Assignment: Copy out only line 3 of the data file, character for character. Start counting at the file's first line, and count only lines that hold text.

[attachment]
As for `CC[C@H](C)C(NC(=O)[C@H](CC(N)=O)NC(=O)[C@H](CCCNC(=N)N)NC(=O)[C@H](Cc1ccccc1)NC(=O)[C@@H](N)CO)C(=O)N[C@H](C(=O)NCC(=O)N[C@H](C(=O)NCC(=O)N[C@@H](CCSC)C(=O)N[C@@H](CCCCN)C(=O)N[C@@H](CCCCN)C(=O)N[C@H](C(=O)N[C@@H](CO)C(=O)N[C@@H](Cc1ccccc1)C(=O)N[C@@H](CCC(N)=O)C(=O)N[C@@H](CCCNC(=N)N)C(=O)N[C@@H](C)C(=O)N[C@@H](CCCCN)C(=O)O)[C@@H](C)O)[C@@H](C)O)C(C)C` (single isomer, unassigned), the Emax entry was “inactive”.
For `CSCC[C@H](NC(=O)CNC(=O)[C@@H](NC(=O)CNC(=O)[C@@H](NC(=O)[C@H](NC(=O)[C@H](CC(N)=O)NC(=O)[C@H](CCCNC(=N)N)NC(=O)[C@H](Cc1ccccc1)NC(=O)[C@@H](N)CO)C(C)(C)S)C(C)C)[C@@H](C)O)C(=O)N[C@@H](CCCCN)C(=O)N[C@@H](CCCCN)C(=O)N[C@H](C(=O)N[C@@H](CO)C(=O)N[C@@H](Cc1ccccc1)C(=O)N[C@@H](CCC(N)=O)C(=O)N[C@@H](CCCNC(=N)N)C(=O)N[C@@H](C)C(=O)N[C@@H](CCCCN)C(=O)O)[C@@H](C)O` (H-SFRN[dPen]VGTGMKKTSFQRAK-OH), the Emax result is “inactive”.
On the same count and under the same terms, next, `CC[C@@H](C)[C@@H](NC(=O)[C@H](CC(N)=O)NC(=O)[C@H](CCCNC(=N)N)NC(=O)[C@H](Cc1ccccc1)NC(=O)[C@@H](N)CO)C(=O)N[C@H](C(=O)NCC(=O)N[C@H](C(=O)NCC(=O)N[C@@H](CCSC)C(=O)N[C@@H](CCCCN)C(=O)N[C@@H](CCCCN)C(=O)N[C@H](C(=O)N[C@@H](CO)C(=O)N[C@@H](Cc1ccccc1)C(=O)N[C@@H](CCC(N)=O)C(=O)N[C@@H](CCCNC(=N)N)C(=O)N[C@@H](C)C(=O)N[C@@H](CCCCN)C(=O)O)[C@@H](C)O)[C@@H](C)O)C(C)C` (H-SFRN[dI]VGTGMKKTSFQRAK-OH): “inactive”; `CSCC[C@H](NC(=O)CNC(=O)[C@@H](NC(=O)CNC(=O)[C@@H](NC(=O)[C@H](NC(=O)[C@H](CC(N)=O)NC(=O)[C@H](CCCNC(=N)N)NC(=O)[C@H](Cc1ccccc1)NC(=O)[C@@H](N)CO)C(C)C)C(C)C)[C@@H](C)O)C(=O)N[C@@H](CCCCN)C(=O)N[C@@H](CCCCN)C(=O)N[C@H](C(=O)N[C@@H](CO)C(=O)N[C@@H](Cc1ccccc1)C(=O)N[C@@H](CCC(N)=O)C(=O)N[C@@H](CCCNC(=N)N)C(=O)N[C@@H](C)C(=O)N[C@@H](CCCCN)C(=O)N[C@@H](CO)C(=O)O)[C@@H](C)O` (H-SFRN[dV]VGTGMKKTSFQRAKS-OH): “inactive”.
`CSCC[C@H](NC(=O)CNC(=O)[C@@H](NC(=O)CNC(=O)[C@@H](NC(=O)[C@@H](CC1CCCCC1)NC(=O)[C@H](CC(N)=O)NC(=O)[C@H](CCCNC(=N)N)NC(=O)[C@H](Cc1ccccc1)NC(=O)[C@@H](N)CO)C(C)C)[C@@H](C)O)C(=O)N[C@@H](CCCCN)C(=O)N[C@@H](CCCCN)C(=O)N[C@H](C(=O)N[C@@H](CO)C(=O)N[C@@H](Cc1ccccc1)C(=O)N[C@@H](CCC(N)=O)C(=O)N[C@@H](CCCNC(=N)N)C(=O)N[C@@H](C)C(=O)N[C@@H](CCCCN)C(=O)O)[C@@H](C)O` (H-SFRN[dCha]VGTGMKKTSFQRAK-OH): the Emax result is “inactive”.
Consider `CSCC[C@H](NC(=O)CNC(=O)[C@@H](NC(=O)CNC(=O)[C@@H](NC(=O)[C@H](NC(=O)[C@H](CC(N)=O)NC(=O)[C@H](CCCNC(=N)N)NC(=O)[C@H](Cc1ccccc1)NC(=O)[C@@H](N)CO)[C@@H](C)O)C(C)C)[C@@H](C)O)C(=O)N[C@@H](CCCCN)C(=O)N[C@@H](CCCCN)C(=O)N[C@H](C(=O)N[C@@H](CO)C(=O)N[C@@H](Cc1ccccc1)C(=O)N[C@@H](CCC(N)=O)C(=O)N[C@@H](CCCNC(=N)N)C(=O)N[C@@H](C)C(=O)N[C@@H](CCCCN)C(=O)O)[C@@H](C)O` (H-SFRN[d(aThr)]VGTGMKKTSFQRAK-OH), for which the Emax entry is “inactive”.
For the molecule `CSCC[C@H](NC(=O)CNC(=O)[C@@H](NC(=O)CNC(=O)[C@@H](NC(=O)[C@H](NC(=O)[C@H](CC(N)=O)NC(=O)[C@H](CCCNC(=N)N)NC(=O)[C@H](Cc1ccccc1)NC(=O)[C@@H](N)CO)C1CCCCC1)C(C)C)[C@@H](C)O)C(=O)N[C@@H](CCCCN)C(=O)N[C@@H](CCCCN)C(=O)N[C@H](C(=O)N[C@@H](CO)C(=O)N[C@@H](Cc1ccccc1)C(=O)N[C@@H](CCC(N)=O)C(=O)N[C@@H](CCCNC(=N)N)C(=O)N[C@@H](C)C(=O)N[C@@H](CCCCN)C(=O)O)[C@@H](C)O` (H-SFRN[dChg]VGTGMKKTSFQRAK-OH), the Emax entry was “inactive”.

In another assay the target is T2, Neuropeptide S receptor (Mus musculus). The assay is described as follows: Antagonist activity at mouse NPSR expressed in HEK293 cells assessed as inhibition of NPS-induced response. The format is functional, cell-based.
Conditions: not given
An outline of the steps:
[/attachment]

On the same count and under the same terms, next, `CC[C@@H](C)[C@@H](NC(=O)[C@H](CC(N)=O)NC(=O)[C@H](CCCNC(=N)N)NC(=O)[C@H](Cc1ccccc1)NC(=O)[C@@H](N)CO)C(=O)N[C@H](C(=O)NCC(=O)N[C@H](C(=O)NCC(=O)N[C@@H](CCSC)C(=O)N[C@@H](CCCCN)C(=O)N[C@@H](CCCCN)C(=O)N[C@H](C(=O)N[C@@H](CO)C(=O)N[C@@H](Cc1ccccc1)C(=O)N[C@@H](CCC(N)=O)C(=O)N[C@@H](CCCNC(=N)N)C(=O)N[C@@H](C)C(=O)N[C@@H](CCCCN)C(=O)O)[C@@H](C)O)[C@@H](C)O)C(C)C` (H-SFRN[dI]VGTGMKKTSFQRAK-OH): “inactive”; `CSCC[C@H](NC(=O)CNC(=O)[C@@H](NC(=O)CNC(=O)[C@@H](NC(=O)[C@H](NC(=O)[C@H](CC(N)=O)NC(=O)[C@H](CCCNC(=N)N)NC(=O)[C@H](Cc1ccccc1)NC(=O)[C@@H](N)CO)C(C)C)C(C)C)[C@@H](C)O)C(=O)N[C@@H](CCCCN)C(=O)N[C@@H](CCCCN)C(=O)N[C@H](C(=O)N[C@@H](CO)C(=O)N[C@@H](Cc1ccccc1)C(=O)N[C@@H](CCC(N)=O)C(=O)N[C@@H](CCCNC(=N)N)C(=O)N[C@@H](C)C(=O)N[C@@H](CCCCN)C(=O)N[C@@H](CO)C(=O)O)[C@@H](C)O` (H-SFRN[dV]VGTGMKKTSFQRAKS-OH): “inactive”.